A Southerner's Trip to the Middle East... and Back - My Family Travels

Though I have had the honor of participating in a multitude of programs throughout my high school career, there is no doubt in my mind that none will ever be able to compare with studying abroad in Ankara, Turkey on the National Security Language Initiative for Youth scholarship from the U.S. State Department. I was chosen for the scholarship after applying as a long-shot 15 year old. As a child of a staunchly middle class family which did not ever have enough money to go on extravagant trips, I knew that this was the chance of a lifetime. I was a freshman in high school. Little did I know at fifteen that this experience would last a lifetime.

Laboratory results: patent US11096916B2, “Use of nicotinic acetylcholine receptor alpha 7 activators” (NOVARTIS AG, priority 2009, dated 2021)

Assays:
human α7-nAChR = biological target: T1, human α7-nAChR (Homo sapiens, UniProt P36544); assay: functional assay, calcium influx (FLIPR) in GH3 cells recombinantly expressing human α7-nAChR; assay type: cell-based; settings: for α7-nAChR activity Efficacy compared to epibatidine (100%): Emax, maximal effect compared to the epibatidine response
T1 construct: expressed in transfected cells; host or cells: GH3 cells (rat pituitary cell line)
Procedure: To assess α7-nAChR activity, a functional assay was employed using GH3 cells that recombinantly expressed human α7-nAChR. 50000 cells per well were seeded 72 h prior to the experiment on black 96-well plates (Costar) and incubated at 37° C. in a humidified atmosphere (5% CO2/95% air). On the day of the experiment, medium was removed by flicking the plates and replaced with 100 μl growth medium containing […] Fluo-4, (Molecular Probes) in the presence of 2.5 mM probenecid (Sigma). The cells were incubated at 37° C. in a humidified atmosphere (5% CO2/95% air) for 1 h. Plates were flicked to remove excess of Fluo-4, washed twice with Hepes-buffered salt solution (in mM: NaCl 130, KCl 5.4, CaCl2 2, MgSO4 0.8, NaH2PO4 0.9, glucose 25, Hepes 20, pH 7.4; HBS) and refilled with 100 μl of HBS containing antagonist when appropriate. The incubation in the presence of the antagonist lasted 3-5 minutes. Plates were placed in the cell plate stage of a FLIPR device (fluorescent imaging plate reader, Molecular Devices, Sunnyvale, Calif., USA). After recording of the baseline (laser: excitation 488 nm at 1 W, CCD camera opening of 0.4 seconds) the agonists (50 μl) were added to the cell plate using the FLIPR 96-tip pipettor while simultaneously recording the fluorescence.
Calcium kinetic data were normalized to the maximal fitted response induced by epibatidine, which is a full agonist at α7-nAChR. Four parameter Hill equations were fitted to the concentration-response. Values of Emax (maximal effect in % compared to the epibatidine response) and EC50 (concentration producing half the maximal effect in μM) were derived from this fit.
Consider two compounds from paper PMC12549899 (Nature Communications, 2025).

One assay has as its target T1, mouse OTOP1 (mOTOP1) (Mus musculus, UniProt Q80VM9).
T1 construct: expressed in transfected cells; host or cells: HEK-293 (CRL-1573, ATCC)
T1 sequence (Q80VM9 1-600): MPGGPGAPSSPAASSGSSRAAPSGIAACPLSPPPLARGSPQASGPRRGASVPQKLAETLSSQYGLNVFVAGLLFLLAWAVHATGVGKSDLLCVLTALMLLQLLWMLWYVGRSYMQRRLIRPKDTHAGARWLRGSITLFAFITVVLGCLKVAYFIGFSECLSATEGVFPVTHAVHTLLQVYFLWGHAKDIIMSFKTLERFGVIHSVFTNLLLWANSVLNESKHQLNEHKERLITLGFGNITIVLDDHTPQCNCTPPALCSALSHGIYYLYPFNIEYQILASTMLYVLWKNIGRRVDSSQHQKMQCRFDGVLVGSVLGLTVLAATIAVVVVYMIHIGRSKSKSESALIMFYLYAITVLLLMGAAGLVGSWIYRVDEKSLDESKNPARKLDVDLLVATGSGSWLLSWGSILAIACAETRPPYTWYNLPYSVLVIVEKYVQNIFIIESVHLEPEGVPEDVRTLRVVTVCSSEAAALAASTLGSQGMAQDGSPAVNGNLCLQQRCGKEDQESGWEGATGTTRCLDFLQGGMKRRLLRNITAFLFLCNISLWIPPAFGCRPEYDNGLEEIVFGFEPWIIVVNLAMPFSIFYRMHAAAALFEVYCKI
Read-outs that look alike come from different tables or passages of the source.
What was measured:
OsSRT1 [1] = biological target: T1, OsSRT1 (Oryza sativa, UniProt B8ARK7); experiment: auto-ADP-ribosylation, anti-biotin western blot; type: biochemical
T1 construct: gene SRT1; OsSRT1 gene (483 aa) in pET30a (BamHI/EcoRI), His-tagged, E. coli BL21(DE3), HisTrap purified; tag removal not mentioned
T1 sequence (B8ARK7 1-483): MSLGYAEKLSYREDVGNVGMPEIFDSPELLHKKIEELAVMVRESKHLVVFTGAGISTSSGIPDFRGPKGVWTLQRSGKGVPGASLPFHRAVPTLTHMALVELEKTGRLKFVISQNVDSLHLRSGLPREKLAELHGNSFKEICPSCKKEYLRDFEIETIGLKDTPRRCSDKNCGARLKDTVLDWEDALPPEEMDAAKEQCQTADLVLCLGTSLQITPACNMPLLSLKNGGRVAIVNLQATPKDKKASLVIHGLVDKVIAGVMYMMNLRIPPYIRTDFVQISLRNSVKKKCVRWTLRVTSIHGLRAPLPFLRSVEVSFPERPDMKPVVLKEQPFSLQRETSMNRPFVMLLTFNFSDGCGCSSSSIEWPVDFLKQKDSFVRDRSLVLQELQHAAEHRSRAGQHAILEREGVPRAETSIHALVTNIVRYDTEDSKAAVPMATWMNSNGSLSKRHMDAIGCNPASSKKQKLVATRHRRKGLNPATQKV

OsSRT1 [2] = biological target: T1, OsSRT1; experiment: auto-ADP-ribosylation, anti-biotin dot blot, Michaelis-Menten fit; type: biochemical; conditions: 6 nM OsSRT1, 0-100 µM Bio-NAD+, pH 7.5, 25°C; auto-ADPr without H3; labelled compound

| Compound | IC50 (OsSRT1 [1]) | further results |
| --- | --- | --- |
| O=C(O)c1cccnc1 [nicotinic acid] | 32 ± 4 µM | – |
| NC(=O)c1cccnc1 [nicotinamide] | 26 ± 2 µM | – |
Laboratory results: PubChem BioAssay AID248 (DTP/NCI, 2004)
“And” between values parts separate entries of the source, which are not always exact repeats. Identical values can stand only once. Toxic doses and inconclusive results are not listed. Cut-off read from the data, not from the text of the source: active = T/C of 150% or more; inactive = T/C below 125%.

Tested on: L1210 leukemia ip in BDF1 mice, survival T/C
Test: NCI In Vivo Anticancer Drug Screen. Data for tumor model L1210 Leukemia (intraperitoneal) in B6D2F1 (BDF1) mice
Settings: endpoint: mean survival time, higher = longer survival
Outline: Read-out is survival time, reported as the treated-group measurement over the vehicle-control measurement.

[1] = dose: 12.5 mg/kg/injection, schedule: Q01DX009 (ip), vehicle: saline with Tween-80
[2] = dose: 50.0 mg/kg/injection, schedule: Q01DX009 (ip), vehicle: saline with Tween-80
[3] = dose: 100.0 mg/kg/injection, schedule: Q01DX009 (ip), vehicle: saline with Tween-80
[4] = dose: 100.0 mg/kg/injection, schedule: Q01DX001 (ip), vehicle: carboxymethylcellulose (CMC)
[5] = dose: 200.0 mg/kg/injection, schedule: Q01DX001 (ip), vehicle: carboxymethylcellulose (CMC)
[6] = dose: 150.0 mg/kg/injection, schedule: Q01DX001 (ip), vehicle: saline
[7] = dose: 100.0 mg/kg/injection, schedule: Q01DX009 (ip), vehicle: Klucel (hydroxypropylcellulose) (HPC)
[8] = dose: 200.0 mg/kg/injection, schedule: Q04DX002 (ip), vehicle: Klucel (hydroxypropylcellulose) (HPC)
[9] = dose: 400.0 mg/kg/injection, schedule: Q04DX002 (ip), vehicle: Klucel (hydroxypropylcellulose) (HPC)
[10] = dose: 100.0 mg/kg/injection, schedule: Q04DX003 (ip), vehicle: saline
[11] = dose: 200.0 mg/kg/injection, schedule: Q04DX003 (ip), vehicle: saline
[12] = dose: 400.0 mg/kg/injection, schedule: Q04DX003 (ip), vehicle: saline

I left the country for the first time in my life one June morning, excited and anxious to get started in this foreign culture. As I spent my time there, I fell in love with my host family and came to consider them my own family as much as my biological family back in the U.S. I spent time with my little Turkish sisters and practiced my Turkish by reading them nightly bedtime stories. I dedicated myself to my daily Turkish lessons at Ankara University. I tried to learn as much Turkish culture as possible so that I could bring back what I had learned to small-town Georgia. When I returned, however, I realized that my homecoming was not at all what was expected. Sure, my friends and family were supportive, but they all looked at me with a look of mild amusement. How could this girl be so fascinated with foreigners who drink hot tea instead of sweet tea? I made it my mission to share the experience with others in order to educate them about the world outside of our small town. In the rural Southern town that I come from, people tend to be a bit unaccepting, and at times bordering on ignorant. Because of this, sharing positive experiences about a majority Muslim country was not always taken well. I became discouraged at times when people just would not get that spark of understanding in their eyes, but eventually I made progress. I even convinced some of my friends to apply for the same scholarship and set up a pen pal relationship between my Turkish sister and a teacher's daughter. As I went back the next summer to visit my host family, I realized that I had made connections and relationships that will always be dear to me as well as a love for learning things that are new to me. I found my niche in learning and sharing to try and make the world a better place in whatever small way I can.


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